"On the night of the 14th [of Nissan], one [begins the] search for chametz". So begins mashechet Pesachim, the tractate dealing with the myriad laws of Passover.
The Mishnah follows a most simple and logical structure, beginning at the night before the seder with the mitzvah of bedikat chametz (the search for chametz). The Mishnah continues with the laws applicable on the morning of erev Pesach; the time until we may eat chametz, the time by which we must rid ourselves of ownership of chametz, and the actual definition of chametz. The Mishnah then discusses the custom observed in some locales not to work on the morning of erev Pesach - work in the afternoon is forbidden as a matter of law, not custom. This leads to an entire chapter of the "laws of customs", and is the primary source in our tradition for all matters dealing with customs.
As we move through the day, the Mishnah spends five chapters detailing the laws of the pascal lamb, korban pesach, brought in the early afternoon, to be eaten at the seder a few hours later. It is only in the tenth and final chapter that the laws and narrative of the seder are discussed. With the conclusion of the seder, the mashechet comes to an end.
Such order contrasts with that of mashechet Shabbat, where the structure of the Mishnah is far from obvious. It does not follow the flow of the day, nor does it begin with a listing of the 39 categories of prohibited work on Shabbat (melachot). Rather, it begins with the laws of carrying, moves to lighting the Shabbat candles, the laws of cooking, back to carrying, then to a listing of the 39 melachot; back to carrying, and finally, a smattering of details on the other 37 melachot not yet dealt with. Interestingly, the laws of Kiddush so central to Shabbat appear in the tenth chapter of Pesachim.
Pesach is the holiday of structure, and the word seder itself means order. It is the holiday of royalty, where Jews, no matter what their status during the year, are to act like and be treated like royalty.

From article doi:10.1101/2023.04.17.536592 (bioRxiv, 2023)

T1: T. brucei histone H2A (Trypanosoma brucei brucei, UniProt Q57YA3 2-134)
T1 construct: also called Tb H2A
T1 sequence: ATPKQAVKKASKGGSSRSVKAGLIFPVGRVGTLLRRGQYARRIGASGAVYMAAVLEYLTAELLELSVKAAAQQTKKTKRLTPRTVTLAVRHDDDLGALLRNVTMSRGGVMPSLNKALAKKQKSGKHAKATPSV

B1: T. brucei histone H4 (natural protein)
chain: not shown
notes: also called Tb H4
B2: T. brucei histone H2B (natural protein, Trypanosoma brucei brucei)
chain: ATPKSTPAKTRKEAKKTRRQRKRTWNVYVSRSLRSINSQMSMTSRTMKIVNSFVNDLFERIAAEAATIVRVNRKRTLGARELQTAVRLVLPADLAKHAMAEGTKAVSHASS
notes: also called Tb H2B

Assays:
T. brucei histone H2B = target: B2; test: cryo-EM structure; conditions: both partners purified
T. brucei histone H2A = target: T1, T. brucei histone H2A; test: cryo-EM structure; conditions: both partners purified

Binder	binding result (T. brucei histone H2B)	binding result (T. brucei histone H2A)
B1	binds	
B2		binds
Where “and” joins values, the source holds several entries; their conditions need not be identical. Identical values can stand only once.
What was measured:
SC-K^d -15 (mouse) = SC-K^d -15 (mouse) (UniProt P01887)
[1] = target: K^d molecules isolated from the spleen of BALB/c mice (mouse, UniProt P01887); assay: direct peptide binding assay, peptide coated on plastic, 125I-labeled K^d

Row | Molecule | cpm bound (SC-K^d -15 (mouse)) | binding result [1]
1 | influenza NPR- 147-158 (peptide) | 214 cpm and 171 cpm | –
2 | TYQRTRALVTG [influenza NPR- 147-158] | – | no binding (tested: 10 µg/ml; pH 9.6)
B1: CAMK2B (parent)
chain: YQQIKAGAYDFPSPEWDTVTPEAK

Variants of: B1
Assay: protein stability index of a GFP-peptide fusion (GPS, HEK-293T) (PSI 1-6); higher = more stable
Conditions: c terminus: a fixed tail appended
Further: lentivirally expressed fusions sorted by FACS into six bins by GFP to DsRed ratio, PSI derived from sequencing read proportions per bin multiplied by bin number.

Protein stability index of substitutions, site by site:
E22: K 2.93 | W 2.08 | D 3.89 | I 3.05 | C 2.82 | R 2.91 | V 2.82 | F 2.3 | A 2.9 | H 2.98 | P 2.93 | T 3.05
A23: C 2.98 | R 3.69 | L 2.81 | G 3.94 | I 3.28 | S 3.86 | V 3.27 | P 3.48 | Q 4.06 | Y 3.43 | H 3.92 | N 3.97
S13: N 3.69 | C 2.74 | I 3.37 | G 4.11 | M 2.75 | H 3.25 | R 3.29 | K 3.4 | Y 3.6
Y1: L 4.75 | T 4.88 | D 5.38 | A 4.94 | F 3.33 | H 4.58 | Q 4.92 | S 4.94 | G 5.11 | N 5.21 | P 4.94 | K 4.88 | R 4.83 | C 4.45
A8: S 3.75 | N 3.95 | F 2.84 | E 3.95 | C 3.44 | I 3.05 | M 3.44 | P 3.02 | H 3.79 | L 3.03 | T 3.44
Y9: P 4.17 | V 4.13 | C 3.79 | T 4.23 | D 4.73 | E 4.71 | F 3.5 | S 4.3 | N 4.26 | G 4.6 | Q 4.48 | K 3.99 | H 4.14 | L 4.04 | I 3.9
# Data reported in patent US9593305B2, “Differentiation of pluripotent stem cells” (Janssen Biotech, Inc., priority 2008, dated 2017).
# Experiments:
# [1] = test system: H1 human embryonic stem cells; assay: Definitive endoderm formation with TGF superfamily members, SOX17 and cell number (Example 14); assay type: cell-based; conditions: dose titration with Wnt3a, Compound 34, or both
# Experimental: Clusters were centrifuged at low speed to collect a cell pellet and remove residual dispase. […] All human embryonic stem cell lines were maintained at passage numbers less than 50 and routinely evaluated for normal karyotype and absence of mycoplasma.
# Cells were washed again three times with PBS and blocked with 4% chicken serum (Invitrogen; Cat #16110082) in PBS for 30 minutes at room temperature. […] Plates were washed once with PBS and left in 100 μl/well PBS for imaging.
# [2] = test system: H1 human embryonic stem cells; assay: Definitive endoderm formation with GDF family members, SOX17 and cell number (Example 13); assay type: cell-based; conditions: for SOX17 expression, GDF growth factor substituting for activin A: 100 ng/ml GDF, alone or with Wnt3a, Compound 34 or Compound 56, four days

"One should not deprive even the poorest of the poor of the four cups of wine, even if one must take from the charity plate". The use of charity dollars so that one can indulge in four cups of wine would generally be considered a misuse of funds - but not on the holiday of redemption. The prohibition against breaking the bones of the korban pesach or to eat its leftovers reflects our royal position. There is no need for kings and queens to do so when they can have the best food, made fresh daily.
This sense of wealth is expressed in the first Mishnah of the mashechet. In discussing the extent to which one must search for chametz, the Mishna quotes an argument between Beit Hillel and Beit Shammai regarding how much of a wine cellar must be checked for possible chametz. As one enjoys a meal, one calls for the butler to bring some more wine to the table. As the butler may possibly do so while eating, and potentially dropping chametz in the wine cellar, the Mishnah requires that such a cellar be checked--at least partially.
Contrast that with the first Mishnah in mashechet Shabbat, where we learn of a poor person standing outside begging for bread on Shabbat. There is little that is royal and regal here. Instead of feasting with wine, here the worry is how passing bread from home to street violates the laws of carrying. Clearly, the householder had not learned about Pesach, where we begin our seder by proclaiming, "all those who are hungry, come and eat". Tragically, the householder has closed the door, and not only to Eliyahu Hanavi.
We must ensure the doors remain open all year round.
 Pesachim focuses on those laws specific to Pesach. The laws dealing with Yom Tov in general are to be found in mashechet Beitza, and the laws of chol hamoed are found in Moed Katan.